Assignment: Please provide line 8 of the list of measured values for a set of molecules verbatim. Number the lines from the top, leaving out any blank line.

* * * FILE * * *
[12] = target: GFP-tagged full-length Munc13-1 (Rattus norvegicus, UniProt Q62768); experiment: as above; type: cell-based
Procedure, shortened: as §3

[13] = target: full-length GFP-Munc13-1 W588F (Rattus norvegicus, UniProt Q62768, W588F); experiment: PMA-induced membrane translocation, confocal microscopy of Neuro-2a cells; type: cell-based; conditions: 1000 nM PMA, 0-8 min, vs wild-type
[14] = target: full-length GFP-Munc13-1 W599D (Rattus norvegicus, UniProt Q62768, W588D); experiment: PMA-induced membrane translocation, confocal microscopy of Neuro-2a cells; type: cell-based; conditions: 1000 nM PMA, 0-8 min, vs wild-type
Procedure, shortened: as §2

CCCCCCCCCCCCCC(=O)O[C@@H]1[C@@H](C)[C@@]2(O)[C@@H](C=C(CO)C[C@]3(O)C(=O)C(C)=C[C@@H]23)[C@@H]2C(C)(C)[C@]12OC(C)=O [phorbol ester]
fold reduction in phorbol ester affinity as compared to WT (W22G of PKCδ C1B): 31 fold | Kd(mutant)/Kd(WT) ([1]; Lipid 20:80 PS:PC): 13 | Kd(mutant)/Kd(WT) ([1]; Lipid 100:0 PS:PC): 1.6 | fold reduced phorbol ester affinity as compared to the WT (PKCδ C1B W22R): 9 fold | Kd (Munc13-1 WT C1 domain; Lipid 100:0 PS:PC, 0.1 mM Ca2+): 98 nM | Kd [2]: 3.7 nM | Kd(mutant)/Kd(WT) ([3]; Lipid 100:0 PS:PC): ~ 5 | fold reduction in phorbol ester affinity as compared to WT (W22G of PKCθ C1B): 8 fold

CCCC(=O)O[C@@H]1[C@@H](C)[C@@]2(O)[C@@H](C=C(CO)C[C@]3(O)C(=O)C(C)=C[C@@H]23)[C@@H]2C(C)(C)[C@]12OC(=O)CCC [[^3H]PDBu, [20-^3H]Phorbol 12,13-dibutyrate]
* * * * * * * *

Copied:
CCCC(=O)O[C@@H]1[C@@H](C)[C@@]2(O)[C@@H](C=C(CO)C[C@]3(O)C(=O)C(C)=C[C@@H]23)[C@@H]2C(C)(C)[C@]12OC(=O)CCC [[^3H]PDBu, [20-^3H]Phorbol 12,13-dibutyrate]